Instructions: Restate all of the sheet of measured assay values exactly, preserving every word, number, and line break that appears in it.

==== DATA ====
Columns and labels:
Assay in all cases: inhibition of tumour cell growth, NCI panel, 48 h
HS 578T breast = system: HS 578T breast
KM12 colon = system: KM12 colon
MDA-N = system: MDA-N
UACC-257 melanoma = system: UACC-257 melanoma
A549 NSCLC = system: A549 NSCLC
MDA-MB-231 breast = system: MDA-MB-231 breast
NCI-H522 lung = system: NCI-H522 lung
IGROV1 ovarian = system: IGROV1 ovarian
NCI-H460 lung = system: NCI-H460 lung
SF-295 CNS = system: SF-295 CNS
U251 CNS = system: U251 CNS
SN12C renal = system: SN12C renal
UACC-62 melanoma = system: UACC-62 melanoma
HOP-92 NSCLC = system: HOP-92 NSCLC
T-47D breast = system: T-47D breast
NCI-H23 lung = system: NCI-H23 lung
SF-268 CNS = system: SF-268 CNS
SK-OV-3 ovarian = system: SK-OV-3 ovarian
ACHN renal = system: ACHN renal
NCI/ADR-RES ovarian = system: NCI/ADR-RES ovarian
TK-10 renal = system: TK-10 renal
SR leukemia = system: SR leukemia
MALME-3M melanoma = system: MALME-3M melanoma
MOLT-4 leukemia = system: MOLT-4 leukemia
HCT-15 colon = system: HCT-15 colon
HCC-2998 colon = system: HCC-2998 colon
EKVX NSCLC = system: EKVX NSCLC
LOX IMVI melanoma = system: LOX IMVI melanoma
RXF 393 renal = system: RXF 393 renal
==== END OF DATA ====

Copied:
Columns and labels:
Assay in all cases: inhibition of tumour cell growth, NCI panel, 48 h
HS 578T breast = system: HS 578T breast
KM12 colon = system: KM12 colon
MDA-N = system: MDA-N
UACC-257 melanoma = system: UACC-257 melanoma
A549 NSCLC = system: A549 NSCLC
MDA-MB-231 breast = system: MDA-MB-231 breast
NCI-H522 lung = system: NCI-H522 lung
IGROV1 ovarian = system: IGROV1 ovarian
NCI-H460 lung = system: NCI-H460 lung
SF-295 CNS = system: SF-295 CNS
U251 CNS = system: U251 CNS
SN12C renal = system: SN12C renal
UACC-62 melanoma = system: UACC-62 melanoma
HOP-92 NSCLC = system: HOP-92 NSCLC
T-47D breast = system: T-47D breast
NCI-H23 lung = system: NCI-H23 lung
SF-268 CNS = system: SF-268 CNS
SK-OV-3 ovarian = system: SK-OV-3 ovarian
ACHN renal = system: ACHN renal
NCI/ADR-RES ovarian = system: NCI/ADR-RES ovarian
TK-10 renal = system: TK-10 renal
SR leukemia = system: SR leukemia
MALME-3M melanoma = system: MALME-3M melanoma
MOLT-4 leukemia = system: MOLT-4 leukemia
HCT-15 colon = system: HCT-15 colon
HCC-2998 colon = system: HCC-2998 colon
EKVX NSCLC = system: EKVX NSCLC
LOX IMVI melanoma = system: LOX IMVI melanoma
RXF 393 renal = system: RXF 393 renal